during which students will be encouraged to limit their in-person activities and interactions. Many classes that can be made remote will move online during this two-week period with the intention of returning to full in-person instruction after the quiet period is completed. For the Salem campus, the quiet period will begin January 10. For the PNCA campus, the quiet period will begin January 18…buy tadalafil online buy tadalafil no prescription generic
We expect everyone to return to campus as originally planned.
Furthermore, Penn State, UCLA, and USC all publicly stated that they are weighing January options.
If this sounds familiar to some of you, it should! Obviously it echoes what happened two years ago, when COVID first struck and campuses rapidly chose to close in-person activities.
I’d like to invite all readers to contribute to this living document. The more eyes on the problem the better.
We can update the Sheet as events transpire and we learning about them, amending previous entries as things change. People can add new categories of information and ways of displaying them as you all have time. Hopefully we can all learn from each other.
The preceding account also may remind readers of an earlier project.
We launched a similar open spreadsheet in February 2020 for a similar purpose, listing campuses and their plans, along with documentation. It rapidly grew in form and content, indexing college and university actions in real time. In fact, it won so much attention from users and media that it eventually shattered Google’s ability to provision the thing. Still, it was a very useful tool for weeks, creating a single point to track how academic institutions were responding. (Here’s the full story.) I hope that the time of year and Google’s ever-improving technology will keep things open for as long as we need them to be.
In the meantime, please share what you learn. Spread the spreadsheet’s news so we can keep the tracker up to date. And, above all, take care. Get vaccinated and boosted. Wear those masks!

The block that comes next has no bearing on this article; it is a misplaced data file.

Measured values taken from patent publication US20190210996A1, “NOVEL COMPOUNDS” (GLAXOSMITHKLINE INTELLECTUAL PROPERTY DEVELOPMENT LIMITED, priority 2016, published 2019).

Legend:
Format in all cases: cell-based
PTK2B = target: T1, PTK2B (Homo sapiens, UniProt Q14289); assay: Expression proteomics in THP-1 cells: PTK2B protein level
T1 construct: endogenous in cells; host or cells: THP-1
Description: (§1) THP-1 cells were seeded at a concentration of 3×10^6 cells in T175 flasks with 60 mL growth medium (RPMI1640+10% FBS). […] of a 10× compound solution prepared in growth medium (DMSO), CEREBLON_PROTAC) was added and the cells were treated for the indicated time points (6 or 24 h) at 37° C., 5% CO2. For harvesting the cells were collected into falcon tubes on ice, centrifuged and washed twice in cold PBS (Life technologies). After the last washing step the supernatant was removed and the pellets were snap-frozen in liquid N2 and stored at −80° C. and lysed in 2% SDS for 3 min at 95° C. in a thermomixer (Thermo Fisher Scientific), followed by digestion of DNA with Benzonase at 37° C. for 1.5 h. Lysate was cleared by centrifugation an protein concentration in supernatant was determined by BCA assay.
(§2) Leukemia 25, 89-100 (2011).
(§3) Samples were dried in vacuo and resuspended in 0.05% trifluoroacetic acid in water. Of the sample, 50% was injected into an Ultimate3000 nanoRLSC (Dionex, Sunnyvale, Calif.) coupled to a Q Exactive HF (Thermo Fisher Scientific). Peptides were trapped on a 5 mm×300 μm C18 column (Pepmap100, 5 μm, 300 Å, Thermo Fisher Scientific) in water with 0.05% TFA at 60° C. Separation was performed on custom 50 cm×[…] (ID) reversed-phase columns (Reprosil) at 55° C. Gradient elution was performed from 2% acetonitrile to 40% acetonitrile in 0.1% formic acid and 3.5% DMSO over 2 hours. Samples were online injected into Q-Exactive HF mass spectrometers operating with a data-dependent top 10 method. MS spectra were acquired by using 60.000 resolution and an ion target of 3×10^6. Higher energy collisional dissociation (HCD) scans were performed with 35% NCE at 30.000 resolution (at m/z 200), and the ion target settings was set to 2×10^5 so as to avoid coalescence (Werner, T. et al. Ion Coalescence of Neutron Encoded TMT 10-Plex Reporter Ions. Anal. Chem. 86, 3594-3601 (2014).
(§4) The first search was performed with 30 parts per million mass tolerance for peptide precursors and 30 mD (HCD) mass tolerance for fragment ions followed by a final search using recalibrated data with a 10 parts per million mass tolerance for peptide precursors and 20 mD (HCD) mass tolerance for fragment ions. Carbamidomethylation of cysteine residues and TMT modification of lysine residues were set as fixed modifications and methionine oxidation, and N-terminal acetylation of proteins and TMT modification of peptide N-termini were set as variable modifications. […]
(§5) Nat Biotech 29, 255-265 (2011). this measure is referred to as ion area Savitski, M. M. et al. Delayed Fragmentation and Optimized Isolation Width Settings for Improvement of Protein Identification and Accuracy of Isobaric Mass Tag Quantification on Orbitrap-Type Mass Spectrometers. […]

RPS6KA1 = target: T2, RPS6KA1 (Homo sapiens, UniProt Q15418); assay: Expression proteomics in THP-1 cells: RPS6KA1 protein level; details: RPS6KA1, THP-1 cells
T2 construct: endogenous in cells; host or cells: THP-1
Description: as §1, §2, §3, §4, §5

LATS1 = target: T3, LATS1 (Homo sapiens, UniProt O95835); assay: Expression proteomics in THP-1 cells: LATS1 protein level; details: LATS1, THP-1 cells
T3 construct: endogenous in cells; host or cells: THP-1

Bryan, boy was I wrong about the coronavirus and the number of people who could be deceived by the anti-vaxxer movement.
You underestimated that number?
Yes I did. Which makes me wonder just how bad it can get in 2022 and beyond–and whether many people will care. It certainly looks like the Party of Trump will win the House and possibly the Senate. And the Trumpists own the Supreme Court. We are definitely marching relentlessly toward fascism.
Those are two points which overlap.
A GOP victory in 2022 and 2024: I’m not sure if I’ve written about that here, but it really seems like the most likely outcome.
Antivax: this is an interesting and complex movement or attitude. We know there’s a hard right component to it, including both Trump supporters and some of the religious right. There’s also a progressive, New Age part. Black people are more likely than those of any other race to resist vaccines. In the New York area there’s a strong conservative Jewish element. Altogether, a complex tangle.
PS: kudos for admitting a forecasting error. People don’t do this often enough.
Pingback: Crowdsourced Document Tracks Institutions' COVID Strategies for 2022 |
Pingback: More colleges move January programs online | Studently
Pingback: More colleges move January programs online - Emirates Education Platform